Is Concord ready for gourmet chef Julian Lopez-Kelly? – Independent Marine Journal
Chef Julián Lopez-Kelly’s fascination with food began in the Chiapas jungle.
He was just a child from a family of coffee farmers in Oaxaca. After playing kickball on the Mexican coffee plantation with his cousins, Lopez-Kelly would sneak into the kitchen of his grandfather’s house and watch the cooks turn chili peppers and chocolate into jars of glittering taupe negro. He was amazed.
“They had a pot full of little chocolate balls,” recalls the chef, who is Mexican-American. “I always put my hand in it when they weren’t looking.”
Lopez-Kelly has reinvented these flavors from home to Molli restaurant and lounge, a new gourmet restaurant which opened its doors this week in the Todos Santos de Concord square. Located inside the former Agave Grill at 1935 Galindo St., Molli is inspired by Lopez-Kelly’s animated pop-up of the same name. The emphasis is on dishes from around the world cooked through the prism of Oaxacan cuisine. Expect dinner to start Thursday through Sunday, with plans to add breakfast and brunch soon.
The restaurant is still owned by Agave owner Reyes Ramos, but Lopez-Kelly runs the kitchen. And the bar program. And made all the desserts. And daily shopping for fresh ingredients – only at Concord. Most executive chefs have a team, but Lopez-Kelly does it all. And that’s after finishing his day job as manager of La Fontaine de Concord crêpe, which is owned by his good friend Sam Kheriji, also owner of Walnut Creek Brioche de Paris.
“I’ve always had two jobs,” says the 36-year-old, who has spent years teaching high school by day. “I just need one day a week that I don’t come in until noon, so I can do the laundry and things. A lot of my fellow teachers couldn’t imagine working nights and teaching, but having a second job always really focused me.
His previous experience includes stints at Dia Y Noche and Teleferic Barcelona, both in Walnut Creek, and at Puesto in Concord, where he was a bartender. But it was at his most recent concert, the six-month-old pop-up at La Fritanguera de Concord, where Lopez-Kelly won an audience for his unique mole presentations – salad dressings, for example, or spring rolls. – as well as pizzabirria.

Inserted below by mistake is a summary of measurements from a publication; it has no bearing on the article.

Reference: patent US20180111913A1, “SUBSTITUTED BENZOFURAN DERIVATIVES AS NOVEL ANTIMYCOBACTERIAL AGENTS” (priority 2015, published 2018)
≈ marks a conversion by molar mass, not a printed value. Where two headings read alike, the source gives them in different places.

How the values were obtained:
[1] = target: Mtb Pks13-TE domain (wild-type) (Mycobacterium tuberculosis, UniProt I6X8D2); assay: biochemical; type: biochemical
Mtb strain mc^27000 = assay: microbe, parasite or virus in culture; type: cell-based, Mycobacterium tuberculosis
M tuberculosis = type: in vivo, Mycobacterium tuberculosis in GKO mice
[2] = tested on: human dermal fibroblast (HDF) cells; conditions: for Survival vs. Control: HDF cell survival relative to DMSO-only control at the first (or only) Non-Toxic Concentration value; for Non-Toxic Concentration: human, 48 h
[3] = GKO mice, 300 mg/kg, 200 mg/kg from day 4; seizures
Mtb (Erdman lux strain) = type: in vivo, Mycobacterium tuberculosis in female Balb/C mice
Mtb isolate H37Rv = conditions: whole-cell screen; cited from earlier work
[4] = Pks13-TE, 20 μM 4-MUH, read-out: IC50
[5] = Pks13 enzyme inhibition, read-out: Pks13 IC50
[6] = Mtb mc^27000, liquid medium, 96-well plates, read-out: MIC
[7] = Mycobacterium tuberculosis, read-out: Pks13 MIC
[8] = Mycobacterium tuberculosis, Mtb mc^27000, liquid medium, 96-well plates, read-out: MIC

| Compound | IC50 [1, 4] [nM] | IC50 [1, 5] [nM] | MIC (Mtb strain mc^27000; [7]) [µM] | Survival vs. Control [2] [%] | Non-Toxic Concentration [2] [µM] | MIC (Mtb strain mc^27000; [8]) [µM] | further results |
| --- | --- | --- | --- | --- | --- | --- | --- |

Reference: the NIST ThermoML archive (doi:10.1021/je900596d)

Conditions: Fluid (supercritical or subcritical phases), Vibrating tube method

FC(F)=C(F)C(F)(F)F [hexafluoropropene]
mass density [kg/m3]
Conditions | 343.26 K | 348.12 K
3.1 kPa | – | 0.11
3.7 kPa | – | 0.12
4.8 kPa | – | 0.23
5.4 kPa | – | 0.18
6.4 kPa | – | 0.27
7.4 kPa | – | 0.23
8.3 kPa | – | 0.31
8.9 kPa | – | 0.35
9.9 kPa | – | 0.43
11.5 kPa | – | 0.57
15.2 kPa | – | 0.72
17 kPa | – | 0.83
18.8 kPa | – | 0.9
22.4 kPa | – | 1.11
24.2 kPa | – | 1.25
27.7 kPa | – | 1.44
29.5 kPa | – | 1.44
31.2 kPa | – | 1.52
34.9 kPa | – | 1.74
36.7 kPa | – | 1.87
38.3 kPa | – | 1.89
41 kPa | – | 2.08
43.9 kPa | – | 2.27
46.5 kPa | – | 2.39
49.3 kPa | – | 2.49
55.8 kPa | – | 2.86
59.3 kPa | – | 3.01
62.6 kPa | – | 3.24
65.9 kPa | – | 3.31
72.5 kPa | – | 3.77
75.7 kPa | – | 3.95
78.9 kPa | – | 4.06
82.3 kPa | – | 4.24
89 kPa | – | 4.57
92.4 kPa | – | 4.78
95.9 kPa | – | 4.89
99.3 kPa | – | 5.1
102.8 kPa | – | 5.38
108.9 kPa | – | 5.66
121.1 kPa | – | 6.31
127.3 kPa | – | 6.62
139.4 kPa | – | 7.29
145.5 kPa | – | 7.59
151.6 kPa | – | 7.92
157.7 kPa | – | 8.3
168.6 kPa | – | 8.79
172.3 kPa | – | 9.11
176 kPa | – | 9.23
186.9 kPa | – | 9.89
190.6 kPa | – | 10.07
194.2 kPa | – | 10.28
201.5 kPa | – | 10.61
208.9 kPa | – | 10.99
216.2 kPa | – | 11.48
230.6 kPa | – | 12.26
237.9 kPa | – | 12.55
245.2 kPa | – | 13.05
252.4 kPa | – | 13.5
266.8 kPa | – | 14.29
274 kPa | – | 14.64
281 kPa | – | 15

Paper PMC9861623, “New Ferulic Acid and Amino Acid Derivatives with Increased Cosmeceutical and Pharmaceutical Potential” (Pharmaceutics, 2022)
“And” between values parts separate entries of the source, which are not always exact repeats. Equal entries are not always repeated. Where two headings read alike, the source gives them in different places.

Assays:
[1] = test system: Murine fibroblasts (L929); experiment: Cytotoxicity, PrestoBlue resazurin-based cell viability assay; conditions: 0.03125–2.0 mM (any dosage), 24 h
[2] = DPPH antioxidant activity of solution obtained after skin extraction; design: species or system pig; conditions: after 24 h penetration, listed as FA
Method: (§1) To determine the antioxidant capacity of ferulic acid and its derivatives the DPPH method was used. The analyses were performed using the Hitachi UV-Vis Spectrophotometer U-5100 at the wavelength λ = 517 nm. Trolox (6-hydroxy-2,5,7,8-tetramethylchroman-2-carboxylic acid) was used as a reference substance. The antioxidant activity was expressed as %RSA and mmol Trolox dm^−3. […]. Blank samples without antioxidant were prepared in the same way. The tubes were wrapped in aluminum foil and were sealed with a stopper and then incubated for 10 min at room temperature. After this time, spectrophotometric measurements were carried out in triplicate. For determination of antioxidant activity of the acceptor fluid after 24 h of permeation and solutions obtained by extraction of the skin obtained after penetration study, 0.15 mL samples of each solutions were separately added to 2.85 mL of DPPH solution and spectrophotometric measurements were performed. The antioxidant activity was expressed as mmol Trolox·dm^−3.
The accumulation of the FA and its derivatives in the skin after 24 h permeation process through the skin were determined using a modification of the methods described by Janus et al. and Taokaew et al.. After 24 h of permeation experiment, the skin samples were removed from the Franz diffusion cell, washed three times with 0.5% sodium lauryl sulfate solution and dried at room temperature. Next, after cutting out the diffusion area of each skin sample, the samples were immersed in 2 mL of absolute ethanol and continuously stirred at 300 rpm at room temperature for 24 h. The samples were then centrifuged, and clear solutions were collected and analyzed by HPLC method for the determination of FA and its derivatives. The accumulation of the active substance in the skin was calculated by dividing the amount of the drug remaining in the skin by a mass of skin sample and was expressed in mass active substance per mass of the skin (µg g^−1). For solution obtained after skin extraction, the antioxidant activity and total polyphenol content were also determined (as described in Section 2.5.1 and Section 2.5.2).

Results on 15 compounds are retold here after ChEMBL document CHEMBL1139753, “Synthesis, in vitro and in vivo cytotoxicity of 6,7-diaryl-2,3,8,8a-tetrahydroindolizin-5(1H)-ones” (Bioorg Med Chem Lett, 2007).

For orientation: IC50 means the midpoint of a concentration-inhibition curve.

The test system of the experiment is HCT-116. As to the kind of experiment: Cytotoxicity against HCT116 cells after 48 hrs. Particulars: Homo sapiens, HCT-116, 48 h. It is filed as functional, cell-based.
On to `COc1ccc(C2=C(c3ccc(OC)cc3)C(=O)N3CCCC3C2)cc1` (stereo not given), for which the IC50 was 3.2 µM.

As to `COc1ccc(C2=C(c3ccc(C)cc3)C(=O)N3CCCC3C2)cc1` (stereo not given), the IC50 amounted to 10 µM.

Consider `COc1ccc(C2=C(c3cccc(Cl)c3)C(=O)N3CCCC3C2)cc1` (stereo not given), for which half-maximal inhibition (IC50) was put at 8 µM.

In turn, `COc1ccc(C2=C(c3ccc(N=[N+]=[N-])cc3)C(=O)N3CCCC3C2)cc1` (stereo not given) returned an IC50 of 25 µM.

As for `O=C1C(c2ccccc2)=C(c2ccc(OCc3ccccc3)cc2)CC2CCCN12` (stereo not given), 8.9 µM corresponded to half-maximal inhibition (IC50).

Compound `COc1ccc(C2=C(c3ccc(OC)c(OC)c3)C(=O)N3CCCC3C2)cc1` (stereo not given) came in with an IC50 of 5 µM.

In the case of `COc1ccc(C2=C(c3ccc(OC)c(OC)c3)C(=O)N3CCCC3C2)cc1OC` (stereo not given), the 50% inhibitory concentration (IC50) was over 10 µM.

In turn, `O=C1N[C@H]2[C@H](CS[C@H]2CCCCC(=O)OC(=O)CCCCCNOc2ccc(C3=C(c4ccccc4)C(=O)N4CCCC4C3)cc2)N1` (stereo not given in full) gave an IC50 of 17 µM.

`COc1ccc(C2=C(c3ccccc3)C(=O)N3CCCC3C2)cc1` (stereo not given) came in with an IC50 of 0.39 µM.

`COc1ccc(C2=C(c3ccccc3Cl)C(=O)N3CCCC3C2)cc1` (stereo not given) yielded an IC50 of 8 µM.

“It’s cheese and birria meat served on a large tortilla, like a pizza, with broth for dipping,” he says. “My birria is something that I have cultivated over the years.”
These dishes are on the menu alongside rib eye steaks that Lopez-Kelly ages for up to 60 days, duck breast served with whipped purple potatoes and blueberry and hibiscus sauce and Tres leches tobacco ice cream served with a prickly pear sorbet balancing the palate.
“I’ve always had this idea of doing high-end catering, something different that doesn’t really exist at Concord,” he says.
Is Concord ready? Lopez-Kelly believes his food is affordable. Entrees cost up to $ 38 (that generous duck breast, served with a confit leg), but that’s not uncommon in nearby towns like Walnut Creek and Lafayette. And there are plenty of options to suit the wallet, including a rotating selection of street tacos: guajillo shrimp with cilantro coleslaw and arbol chili aioli; Skirt steak marinated with chimichurri, blueberry hibiscus and queso sauce; and pollo pibil, marinated chicken Yucatan style with marinated red onions.
What attracts him most in the kitchen is to marry the flavors of different cuisines, or to bring a new perspective to a dish, like manchamanteles, a dark red mole from Oaxacan that the chef serves with grilled pineapple, plaintains and a bone-in pork chop instead of having these elements mixed in a traditional stew.
“The kitchen is a blank canvas where you can do everything,” he says.
Lopez-Kelly moved to the United States for his high school education, settled in New Hampshire, and worked as a diver in a restaurant at age 14. a small bistro.
After graduation – Lopez-Kelly has a master’s degree in economics and literary theory – he returned to Mexico, where he opened a small bar and restaurant. He decided to return to the United States after the birth of his daughter, teaching Spanish language and literature at a boarding school in Pennsylvania, where he often cooked for students.
“A lot of the kids were international and a lot of them were homesick, so they would show up at my door with a steak or other ingredients and ask me to do something to them,” he recalls.
A teaching job at Carondelet High School drew Lopez-Kelly to the Bay Area. A few years later, during his pandemic pop-up, he was approached to make Molli permanent.
“We made a small partnership,” he says. “I can’t wait to see where this goes. “